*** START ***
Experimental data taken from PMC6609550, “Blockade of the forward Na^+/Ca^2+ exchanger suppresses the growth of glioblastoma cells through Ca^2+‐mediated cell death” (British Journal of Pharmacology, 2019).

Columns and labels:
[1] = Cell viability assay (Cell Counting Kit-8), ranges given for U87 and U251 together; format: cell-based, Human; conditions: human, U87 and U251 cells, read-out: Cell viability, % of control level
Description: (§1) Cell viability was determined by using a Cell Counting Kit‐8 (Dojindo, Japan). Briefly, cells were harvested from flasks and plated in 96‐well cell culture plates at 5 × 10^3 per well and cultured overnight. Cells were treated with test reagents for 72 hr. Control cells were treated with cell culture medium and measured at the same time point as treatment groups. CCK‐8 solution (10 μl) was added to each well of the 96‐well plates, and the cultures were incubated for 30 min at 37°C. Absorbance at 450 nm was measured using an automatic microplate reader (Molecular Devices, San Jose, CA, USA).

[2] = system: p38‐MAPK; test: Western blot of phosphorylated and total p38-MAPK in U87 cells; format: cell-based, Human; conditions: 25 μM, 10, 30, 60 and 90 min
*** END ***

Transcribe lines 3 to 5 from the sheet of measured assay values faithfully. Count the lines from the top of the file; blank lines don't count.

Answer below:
[1] = Cell viability assay (Cell Counting Kit-8), ranges given for U87 and U251 together; format: cell-based, Human; conditions: human, U87 and U251 cells, read-out: Cell viability, % of control level
Description: (§1) Cell viability was determined by using a Cell Counting Kit‐8 (Dojindo, Japan). Briefly, cells were harvested from flasks and plated in 96‐well cell culture plates at 5 × 10^3 per well and cultured overnight. Cells were treated with test reagents for 72 hr. Control cells were treated with cell culture medium and measured at the same time point as treatment groups. CCK‐8 solution (10 μl) was added to each well of the 96‐well plates, and the cultures were incubated for 30 min at 37°C. Absorbance at 450 nm was measured using an automatic microplate reader (Molecular Devices, San Jose, CA, USA).

[2] = system: p38‐MAPK; test: Western blot of phosphorylated and total p38-MAPK in U87 cells; format: cell-based, Human; conditions: 25 μM, 10, 30, 60 and 90 min